Preparation :

Tempering of the chocolate : melt the two-thirds of the chocolate in a bain-marie or in the microwave when the temperature reaches 53°C/55°C
Add the one-third left to lower the temperature at 27°C/28°C, stirring regularly (it takes a few time)
Allow the temperature to 31°C – be careful, the temperature increases very quickly and if it exceeds 32°C, the chocolate won’t have a shiny aspect and it will give a dull colour with whitish marks !
With a brush, line the inside of the 8 molds with the chocolate and store them in a refrigerator to let chocolate harden. Repeat the operation.
When the chocolate is well hardened, unmold carefully the half spheres and keep them in a cool place.
Place a half sphere on a platter. Put the popping sugar inside the sphere, the raspberries pieces and a finger of raspberry sorbet. Close with another half sphere.
Serve the plates and at the last moment, pour the hot raspberry coulis.

Many thanks to Tekura Kelley from Tahiti Tourisme, Erin Wigger and Virginie Hanot, Hilton Moorea Lagoon Resort & Spa for helping me and passing the recipe on for use in this share.


Lisa Rossmeissl is the owner of Boomerang Escapes, a home-based agency located in Old Bridge, New Jersey with agents in TN, MS, and WI. 

She has been a professional travel consultant since 2008 and specializes in Australia and the South Pacific. Australia, New Zealand, Tahiti, Fiji, and Cook Islands are among the specialist certificates she holds.  Her agency’s focus is on creating custom itineraries with their client’s wants, desires, and budgets in mind.  She and her planners believe in getting to know the traveler to ensure they have a vacation to remember.  With each planner specializing in a different market area, Boomerang Escapes can offer a wide variety of leisure vacation planning.

Lisa RossmeisslPassport for Your Palate-Black Pearl
read more

Passport for Your Palate-Tahitian Vanilla Vodka

No comments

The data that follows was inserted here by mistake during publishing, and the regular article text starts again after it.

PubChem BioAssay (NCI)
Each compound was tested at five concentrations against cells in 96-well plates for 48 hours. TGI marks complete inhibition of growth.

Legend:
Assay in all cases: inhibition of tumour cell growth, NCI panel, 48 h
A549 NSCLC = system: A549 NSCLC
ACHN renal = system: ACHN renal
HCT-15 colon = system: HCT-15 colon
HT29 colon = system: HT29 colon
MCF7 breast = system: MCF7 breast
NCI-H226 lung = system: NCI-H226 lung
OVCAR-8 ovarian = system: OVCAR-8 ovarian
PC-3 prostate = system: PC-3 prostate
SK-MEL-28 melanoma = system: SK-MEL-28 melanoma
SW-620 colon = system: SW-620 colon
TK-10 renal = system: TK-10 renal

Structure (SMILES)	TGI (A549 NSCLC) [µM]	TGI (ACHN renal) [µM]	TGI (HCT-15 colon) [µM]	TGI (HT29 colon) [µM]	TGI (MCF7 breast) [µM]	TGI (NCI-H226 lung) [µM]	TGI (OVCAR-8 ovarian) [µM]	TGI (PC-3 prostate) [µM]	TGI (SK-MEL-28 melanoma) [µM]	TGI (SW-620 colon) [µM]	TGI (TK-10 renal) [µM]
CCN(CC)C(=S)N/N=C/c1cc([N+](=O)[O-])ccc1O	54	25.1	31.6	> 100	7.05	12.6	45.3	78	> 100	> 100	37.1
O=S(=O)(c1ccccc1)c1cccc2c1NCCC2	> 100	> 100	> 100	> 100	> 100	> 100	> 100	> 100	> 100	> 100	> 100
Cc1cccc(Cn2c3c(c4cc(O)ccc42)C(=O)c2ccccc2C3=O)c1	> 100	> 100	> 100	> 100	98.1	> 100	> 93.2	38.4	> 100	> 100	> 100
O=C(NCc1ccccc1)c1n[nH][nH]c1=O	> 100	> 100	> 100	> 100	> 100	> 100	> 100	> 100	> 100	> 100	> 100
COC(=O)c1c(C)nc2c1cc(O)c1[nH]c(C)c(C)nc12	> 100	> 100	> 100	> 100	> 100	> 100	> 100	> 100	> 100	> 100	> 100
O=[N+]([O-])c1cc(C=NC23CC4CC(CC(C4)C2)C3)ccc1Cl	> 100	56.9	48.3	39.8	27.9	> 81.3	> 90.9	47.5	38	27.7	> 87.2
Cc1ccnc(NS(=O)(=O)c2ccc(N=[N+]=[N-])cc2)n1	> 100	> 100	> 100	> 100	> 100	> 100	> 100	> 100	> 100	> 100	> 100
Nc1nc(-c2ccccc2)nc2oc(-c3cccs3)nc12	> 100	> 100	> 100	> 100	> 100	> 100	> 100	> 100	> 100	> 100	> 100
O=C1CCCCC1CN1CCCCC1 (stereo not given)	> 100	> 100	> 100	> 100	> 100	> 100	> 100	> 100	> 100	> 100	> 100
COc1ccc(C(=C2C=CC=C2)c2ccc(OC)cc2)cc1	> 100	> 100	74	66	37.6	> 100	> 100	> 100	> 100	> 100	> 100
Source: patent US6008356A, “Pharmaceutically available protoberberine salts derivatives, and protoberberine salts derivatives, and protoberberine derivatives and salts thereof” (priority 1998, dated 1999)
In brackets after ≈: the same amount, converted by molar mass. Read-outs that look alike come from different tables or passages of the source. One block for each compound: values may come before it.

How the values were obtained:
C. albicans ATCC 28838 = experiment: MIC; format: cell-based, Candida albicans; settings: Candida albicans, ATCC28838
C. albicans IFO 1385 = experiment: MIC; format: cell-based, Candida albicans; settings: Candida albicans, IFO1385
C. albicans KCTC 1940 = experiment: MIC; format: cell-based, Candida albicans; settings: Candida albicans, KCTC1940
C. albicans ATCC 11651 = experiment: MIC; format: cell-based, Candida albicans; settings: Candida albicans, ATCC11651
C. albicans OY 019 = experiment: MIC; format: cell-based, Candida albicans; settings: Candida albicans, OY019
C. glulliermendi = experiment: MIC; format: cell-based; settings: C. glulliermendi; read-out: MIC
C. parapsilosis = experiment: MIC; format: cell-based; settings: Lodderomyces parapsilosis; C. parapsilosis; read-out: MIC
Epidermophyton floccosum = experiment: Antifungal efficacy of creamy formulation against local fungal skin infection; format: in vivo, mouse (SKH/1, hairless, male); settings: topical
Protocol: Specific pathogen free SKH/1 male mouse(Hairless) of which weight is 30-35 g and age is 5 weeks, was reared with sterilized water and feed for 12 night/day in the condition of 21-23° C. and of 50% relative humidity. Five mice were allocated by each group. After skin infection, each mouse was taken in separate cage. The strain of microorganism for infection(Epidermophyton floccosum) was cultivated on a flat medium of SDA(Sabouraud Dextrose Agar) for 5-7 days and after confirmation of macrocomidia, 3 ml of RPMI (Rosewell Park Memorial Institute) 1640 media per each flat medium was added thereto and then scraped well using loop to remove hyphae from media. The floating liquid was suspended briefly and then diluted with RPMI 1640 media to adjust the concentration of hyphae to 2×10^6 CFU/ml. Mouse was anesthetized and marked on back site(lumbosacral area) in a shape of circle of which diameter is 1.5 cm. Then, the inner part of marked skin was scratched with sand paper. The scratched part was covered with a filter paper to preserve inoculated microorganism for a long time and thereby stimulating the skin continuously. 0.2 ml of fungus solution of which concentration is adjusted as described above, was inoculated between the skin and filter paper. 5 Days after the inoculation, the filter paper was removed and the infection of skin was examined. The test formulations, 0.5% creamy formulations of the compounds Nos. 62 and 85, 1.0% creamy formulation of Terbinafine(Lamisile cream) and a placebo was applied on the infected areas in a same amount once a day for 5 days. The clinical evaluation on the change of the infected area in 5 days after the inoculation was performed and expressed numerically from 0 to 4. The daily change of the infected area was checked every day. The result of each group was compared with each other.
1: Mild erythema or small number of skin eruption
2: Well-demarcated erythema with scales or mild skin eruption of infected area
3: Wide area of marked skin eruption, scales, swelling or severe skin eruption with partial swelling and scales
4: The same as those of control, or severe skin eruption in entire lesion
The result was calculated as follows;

When you think of vanilla, do you think of French Polynesia? I do. My memories are filled with the aromas and flavors of the South Pacific. These islands are truly a full on sensory experience and must be visited at least once during your lifetime.

One aroma and flavor that was infused throughout my experience was vanilla. I spent a glorious two weeks among the islands of Tahiti, Moorea, Bora Bora, and Le Taha’ a, which are part of the Societal Islands of French Polynesia. These are the most well-known and visited by tourists, but the country is actually made up of 118 islands and atolls. While visiting, I found vanilla in my lotions, oils, meals, and cocktails.

While Tahiti is no longer a major exporter of their vanilla, it is considered a “luxury” vanilla due to its properties and rarity. Unlike other countries that grow vanilla, the vanilla in Tahiti has the distinction of being hand pollinated. It has become a very distinct part of the culture. The best known location for the cultivation of it is Le Taha ‘a, otherwise known as the “vanilla island”. The bean is highly sought out by Parisian chefs and visitors as well.

I brought home my own beans from Le Taha’ a to replicate the infused vodka that I fell in love with at the resort bars. They had a variety flavored infusions, but truly the vanilla was my favorite. Infusion of the bean into the alcohol is easy. The only hard part is waiting for it to be ready to drink!


How to Make Tahitian Vanilla Vodka
Ingredients:
750ml of your favorite vodka (go for good quality, not the cheap stuff)
1 Tahitian Vanilla Bean (can be ordered online, but I think a visit to the islands is the best way to obtain)
Directions:
You’ll need a lidded jar or bottle. You can use the bottle as is. Place the bean in the vodka and seal. Let stand for 1 to 2 weeks, shaking gently every other day. Let sit until your desired flavor strength.
The longer the bean sits in the vodka the stronger the flavor will be. If you accidently let it sit too long, just add more vodka. Easy peasy right?
When you are ready to pour, simply enjoy on the rocks with your favorite cola or with your favorite fruit juice. My preferred choice is pineapple. Be creative and see what you can come up with. Cheers!

Lisa Rossmeissl is the owner of Boomerang Escapes, a home-based agency located in Old Bridge, New Jersey with agents in TN, MS, and WI.